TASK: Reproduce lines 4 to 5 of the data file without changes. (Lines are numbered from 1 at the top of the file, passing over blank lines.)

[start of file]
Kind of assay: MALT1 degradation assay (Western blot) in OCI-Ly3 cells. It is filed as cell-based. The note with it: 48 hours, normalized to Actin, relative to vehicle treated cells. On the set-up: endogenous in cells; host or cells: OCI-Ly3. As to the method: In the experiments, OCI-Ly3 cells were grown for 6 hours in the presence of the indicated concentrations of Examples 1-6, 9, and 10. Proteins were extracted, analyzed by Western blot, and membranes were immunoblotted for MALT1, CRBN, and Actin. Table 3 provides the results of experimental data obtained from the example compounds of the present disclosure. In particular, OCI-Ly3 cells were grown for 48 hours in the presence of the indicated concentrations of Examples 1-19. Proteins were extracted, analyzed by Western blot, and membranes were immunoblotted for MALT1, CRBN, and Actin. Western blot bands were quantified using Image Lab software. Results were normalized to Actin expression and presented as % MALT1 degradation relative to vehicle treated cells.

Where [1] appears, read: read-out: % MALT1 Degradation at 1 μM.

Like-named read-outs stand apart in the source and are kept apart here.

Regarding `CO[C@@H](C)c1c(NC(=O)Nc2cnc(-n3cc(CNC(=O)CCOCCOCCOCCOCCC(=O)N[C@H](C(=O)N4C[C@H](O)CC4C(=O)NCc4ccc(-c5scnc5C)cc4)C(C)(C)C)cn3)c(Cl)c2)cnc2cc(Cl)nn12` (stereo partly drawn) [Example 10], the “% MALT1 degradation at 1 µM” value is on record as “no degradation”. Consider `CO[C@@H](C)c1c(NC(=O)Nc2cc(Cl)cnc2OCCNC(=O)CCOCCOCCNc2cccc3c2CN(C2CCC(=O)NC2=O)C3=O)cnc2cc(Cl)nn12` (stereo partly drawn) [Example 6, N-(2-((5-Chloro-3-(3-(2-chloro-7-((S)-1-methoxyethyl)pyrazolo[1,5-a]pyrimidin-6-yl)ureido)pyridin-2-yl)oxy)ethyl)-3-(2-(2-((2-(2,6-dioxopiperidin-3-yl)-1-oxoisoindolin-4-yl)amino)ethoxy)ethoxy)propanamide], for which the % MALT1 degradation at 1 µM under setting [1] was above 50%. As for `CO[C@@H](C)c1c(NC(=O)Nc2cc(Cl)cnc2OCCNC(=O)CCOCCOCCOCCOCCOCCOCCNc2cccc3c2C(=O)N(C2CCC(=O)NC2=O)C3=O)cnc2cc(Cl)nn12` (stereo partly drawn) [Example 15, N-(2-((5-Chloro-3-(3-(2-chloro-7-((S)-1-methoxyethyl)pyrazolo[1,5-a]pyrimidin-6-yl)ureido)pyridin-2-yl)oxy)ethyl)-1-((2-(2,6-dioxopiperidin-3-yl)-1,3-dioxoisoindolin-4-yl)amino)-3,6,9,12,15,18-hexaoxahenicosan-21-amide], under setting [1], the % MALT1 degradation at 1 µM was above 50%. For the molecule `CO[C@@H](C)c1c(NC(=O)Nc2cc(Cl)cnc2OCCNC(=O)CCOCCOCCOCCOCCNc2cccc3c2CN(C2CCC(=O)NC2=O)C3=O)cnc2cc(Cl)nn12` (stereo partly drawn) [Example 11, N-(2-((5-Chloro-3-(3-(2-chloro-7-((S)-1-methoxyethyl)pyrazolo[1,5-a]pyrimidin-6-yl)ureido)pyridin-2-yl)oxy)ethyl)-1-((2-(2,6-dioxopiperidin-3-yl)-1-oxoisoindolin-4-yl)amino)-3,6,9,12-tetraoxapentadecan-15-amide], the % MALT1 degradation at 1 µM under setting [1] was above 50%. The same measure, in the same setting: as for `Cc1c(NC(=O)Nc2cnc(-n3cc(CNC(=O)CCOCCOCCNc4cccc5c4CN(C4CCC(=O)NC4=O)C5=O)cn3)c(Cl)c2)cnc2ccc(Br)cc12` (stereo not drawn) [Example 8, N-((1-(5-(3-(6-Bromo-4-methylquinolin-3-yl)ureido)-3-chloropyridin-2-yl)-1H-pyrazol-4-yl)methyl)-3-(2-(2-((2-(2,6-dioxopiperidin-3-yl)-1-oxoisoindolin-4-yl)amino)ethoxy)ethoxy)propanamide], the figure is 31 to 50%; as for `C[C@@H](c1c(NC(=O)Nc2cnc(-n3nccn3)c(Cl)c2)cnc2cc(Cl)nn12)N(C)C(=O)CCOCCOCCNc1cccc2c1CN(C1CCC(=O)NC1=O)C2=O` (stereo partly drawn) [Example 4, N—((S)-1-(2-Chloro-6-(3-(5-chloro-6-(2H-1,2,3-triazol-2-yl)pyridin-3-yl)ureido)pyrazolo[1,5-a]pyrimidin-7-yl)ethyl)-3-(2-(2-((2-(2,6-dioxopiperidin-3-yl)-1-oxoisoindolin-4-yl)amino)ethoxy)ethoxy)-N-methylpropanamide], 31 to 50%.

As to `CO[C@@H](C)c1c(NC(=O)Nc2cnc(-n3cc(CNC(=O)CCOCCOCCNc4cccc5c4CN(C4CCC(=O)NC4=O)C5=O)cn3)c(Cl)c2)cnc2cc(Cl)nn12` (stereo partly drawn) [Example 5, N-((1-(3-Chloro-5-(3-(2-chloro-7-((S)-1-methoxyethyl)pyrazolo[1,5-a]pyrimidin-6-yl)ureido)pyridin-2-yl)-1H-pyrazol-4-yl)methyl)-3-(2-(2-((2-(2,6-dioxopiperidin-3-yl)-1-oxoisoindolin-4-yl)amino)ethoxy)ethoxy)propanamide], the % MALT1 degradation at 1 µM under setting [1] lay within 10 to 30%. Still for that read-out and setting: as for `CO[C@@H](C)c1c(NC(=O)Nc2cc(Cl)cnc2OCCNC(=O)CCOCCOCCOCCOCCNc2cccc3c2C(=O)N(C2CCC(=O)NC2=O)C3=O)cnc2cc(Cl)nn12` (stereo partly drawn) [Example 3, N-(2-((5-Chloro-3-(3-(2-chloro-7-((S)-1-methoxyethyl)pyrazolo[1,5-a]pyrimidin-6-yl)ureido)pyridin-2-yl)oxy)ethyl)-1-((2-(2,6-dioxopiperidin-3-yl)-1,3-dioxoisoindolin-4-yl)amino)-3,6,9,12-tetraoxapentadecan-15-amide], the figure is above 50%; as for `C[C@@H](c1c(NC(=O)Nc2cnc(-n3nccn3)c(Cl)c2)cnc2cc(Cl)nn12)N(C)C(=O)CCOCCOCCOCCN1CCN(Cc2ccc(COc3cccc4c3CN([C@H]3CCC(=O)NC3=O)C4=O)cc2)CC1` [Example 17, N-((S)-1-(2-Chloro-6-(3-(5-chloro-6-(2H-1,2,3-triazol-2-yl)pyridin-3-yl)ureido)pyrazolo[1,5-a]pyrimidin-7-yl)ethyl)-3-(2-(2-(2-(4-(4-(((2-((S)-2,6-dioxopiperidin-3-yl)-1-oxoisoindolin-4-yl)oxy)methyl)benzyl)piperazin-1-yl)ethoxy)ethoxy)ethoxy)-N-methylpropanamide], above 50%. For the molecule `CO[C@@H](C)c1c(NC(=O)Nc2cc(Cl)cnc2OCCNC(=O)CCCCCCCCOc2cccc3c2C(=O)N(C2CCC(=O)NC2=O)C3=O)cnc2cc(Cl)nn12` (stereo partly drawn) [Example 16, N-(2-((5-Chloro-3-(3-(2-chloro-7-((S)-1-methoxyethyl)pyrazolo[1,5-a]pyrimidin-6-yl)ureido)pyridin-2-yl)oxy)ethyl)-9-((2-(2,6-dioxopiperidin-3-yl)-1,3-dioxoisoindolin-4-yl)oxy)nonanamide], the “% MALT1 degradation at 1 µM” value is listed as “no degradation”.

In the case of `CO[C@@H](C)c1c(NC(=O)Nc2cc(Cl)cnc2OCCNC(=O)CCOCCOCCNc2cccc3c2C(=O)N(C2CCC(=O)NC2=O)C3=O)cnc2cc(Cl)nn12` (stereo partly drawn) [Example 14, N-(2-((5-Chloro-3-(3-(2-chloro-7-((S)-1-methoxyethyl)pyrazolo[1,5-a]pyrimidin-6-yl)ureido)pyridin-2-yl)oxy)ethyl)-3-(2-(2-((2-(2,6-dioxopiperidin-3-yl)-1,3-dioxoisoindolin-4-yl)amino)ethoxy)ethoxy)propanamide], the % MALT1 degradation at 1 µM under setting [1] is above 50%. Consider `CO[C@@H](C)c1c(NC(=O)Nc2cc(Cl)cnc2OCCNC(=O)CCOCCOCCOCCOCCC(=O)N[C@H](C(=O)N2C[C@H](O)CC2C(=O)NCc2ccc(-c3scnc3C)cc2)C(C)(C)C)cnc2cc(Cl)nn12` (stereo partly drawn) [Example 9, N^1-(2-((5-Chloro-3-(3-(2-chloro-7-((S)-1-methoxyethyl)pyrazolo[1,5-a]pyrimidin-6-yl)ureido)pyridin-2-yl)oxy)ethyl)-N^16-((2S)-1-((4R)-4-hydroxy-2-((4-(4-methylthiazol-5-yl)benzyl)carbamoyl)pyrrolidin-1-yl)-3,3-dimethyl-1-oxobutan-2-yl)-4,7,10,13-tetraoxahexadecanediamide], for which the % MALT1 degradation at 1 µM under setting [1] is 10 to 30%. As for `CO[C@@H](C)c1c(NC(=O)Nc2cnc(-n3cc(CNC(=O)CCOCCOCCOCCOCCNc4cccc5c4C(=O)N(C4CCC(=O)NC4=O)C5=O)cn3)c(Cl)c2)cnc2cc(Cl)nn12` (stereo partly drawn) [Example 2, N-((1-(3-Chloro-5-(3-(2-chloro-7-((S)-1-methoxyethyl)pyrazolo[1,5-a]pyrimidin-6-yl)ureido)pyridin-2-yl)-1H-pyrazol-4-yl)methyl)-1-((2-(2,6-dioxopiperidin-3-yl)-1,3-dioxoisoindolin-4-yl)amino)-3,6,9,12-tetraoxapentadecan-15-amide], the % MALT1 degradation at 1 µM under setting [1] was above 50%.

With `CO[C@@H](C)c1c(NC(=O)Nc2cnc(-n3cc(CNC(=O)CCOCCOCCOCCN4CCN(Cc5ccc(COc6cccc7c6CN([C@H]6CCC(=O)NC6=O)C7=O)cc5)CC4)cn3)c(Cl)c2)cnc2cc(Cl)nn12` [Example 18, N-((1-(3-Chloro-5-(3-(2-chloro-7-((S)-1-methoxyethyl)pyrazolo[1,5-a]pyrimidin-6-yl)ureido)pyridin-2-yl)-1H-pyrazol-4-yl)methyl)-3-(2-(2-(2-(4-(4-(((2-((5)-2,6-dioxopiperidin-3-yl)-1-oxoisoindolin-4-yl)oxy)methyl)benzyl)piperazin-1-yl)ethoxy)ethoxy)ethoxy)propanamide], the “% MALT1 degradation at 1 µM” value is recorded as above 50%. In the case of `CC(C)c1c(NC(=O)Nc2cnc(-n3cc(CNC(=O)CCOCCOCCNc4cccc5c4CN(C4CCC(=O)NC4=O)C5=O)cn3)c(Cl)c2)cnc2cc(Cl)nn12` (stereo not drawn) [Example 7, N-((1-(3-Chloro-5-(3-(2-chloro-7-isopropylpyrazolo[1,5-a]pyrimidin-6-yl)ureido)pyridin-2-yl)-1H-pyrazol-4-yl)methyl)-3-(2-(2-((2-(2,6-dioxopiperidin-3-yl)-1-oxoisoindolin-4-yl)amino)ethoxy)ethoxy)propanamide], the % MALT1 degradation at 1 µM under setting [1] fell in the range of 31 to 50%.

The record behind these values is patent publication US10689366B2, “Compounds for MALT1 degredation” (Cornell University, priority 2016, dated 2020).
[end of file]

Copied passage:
Regarding `CO[C@@H](C)c1c(NC(=O)Nc2cnc(-n3cc(CNC(=O)CCOCCOCCOCCOCCC(=O)N[C@H](C(=O)N4C[C@H](O)CC4C(=O)NCc4ccc(-c5scnc5C)cc4)C(C)(C)C)cn3)c(Cl)c2)cnc2cc(Cl)nn12` (stereo partly drawn) [Example 10], the “% MALT1 degradation at 1 µM” value is on record as “no degradation”. Consider `CO[C@@H](C)c1c(NC(=O)Nc2cc(Cl)cnc2OCCNC(=O)CCOCCOCCNc2cccc3c2CN(C2CCC(=O)NC2=O)C3=O)cnc2cc(Cl)nn12` (stereo partly drawn) [Example 6, N-(2-((5-Chloro-3-(3-(2-chloro-7-((S)-1-methoxyethyl)pyrazolo[1,5-a]pyrimidin-6-yl)ureido)pyridin-2-yl)oxy)ethyl)-3-(2-(2-((2-(2,6-dioxopiperidin-3-yl)-1-oxoisoindolin-4-yl)amino)ethoxy)ethoxy)propanamide], for which the % MALT1 degradation at 1 µM under setting [1] was above 50%. As for `CO[C@@H](C)c1c(NC(=O)Nc2cc(Cl)cnc2OCCNC(=O)CCOCCOCCOCCOCCOCCOCCNc2cccc3c2C(=O)N(C2CCC(=O)NC2=O)C3=O)cnc2cc(Cl)nn12` (stereo partly drawn) [Example 15, N-(2-((5-Chloro-3-(3-(2-chloro-7-((S)-1-methoxyethyl)pyrazolo[1,5-a]pyrimidin-6-yl)ureido)pyridin-2-yl)oxy)ethyl)-1-((2-(2,6-dioxopiperidin-3-yl)-1,3-dioxoisoindolin-4-yl)amino)-3,6,9,12,15,18-hexaoxahenicosan-21-amide], under setting [1], the % MALT1 degradation at 1 µM was above 50%. For the molecule `CO[C@@H](C)c1c(NC(=O)Nc2cc(Cl)cnc2OCCNC(=O)CCOCCOCCOCCOCCNc2cccc3c2CN(C2CCC(=O)NC2=O)C3=O)cnc2cc(Cl)nn12` (stereo partly drawn) [Example 11, N-(2-((5-Chloro-3-(3-(2-chloro-7-((S)-1-methoxyethyl)pyrazolo[1,5-a]pyrimidin-6-yl)ureido)pyridin-2-yl)oxy)ethyl)-1-((2-(2,6-dioxopiperidin-3-yl)-1-oxoisoindolin-4-yl)amino)-3,6,9,12-tetraoxapentadecan-15-amide], the % MALT1 degradation at 1 µM under setting [1] was above 50%. The same measure, in the same setting: as for `Cc1c(NC(=O)Nc2cnc(-n3cc(CNC(=O)CCOCCOCCNc4cccc5c4CN(C4CCC(=O)NC4=O)C5=O)cn3)c(Cl)c2)cnc2ccc(Br)cc12` (stereo not drawn) [Example 8, N-((1-(5-(3-(6-Bromo-4-methylquinolin-3-yl)ureido)-3-chloropyridin-2-yl)-1H-pyrazol-4-yl)methyl)-3-(2-(2-((2-(2,6-dioxopiperidin-3-yl)-1-oxoisoindolin-4-yl)amino)ethoxy)ethoxy)propanamide], the figure is 31 to 50%; as for `C[C@@H](c1c(NC(=O)Nc2cnc(-n3nccn3)c(Cl)c2)cnc2cc(Cl)nn12)N(C)C(=O)CCOCCOCCNc1cccc2c1CN(C1CCC(=O)NC1=O)C2=O` (stereo partly drawn) [Example 4, N—((S)-1-(2-Chloro-6-(3-(5-chloro-6-(2H-1,2,3-triazol-2-yl)pyridin-3-yl)ureido)pyrazolo[1,5-a]pyrimidin-7-yl)ethyl)-3-(2-(2-((2-(2,6-dioxopiperidin-3-yl)-1-oxoisoindolin-4-yl)amino)ethoxy)ethoxy)-N-methylpropanamide], 31 to 50%.

As to `CO[C@@H](C)c1c(NC(=O)Nc2cnc(-n3cc(CNC(=O)CCOCCOCCNc4cccc5c4CN(C4CCC(=O)NC4=O)C5=O)cn3)c(Cl)c2)cnc2cc(Cl)nn12` (stereo partly drawn) [Example 5, N-((1-(3-Chloro-5-(3-(2-chloro-7-((S)-1-methoxyethyl)pyrazolo[1,5-a]pyrimidin-6-yl)ureido)pyridin-2-yl)-1H-pyrazol-4-yl)methyl)-3-(2-(2-((2-(2,6-dioxopiperidin-3-yl)-1-oxoisoindolin-4-yl)amino)ethoxy)ethoxy)propanamide], the % MALT1 degradation at 1 µM under setting [1] lay within 10 to 30%. Still for that read-out and setting: as for `CO[C@@H](C)c1c(NC(=O)Nc2cc(Cl)cnc2OCCNC(=O)CCOCCOCCOCCOCCNc2cccc3c2C(=O)N(C2CCC(=O)NC2=O)C3=O)cnc2cc(Cl)nn12` (stereo partly drawn) [Example 3, N-(2-((5-Chloro-3-(3-(2-chloro-7-((S)-1-methoxyethyl)pyrazolo[1,5-a]pyrimidin-6-yl)ureido)pyridin-2-yl)oxy)ethyl)-1-((2-(2,6-dioxopiperidin-3-yl)-1,3-dioxoisoindolin-4-yl)amino)-3,6,9,12-tetraoxapentadecan-15-amide], the figure is above 50%; as for `C[C@@H](c1c(NC(=O)Nc2cnc(-n3nccn3)c(Cl)c2)cnc2cc(Cl)nn12)N(C)C(=O)CCOCCOCCOCCN1CCN(Cc2ccc(COc3cccc4c3CN([C@H]3CCC(=O)NC3=O)C4=O)cc2)CC1` [Example 17, N-((S)-1-(2-Chloro-6-(3-(5-chloro-6-(2H-1,2,3-triazol-2-yl)pyridin-3-yl)ureido)pyrazolo[1,5-a]pyrimidin-7-yl)ethyl)-3-(2-(2-(2-(4-(4-(((2-((S)-2,6-dioxopiperidin-3-yl)-1-oxoisoindolin-4-yl)oxy)methyl)benzyl)piperazin-1-yl)ethoxy)ethoxy)ethoxy)-N-methylpropanamide], above 50%. For the molecule `CO[C@@H](C)c1c(NC(=O)Nc2cc(Cl)cnc2OCCNC(=O)CCCCCCCCOc2cccc3c2C(=O)N(C2CCC(=O)NC2=O)C3=O)cnc2cc(Cl)nn12` (stereo partly drawn) [Example 16, N-(2-((5-Chloro-3-(3-(2-chloro-7-((S)-1-methoxyethyl)pyrazolo[1,5-a]pyrimidin-6-yl)ureido)pyridin-2-yl)oxy)ethyl)-9-((2-(2,6-dioxopiperidin-3-yl)-1,3-dioxoisoindolin-4-yl)oxy)nonanamide], the “% MALT1 degradation at 1 µM” value is listed as “no degradation”.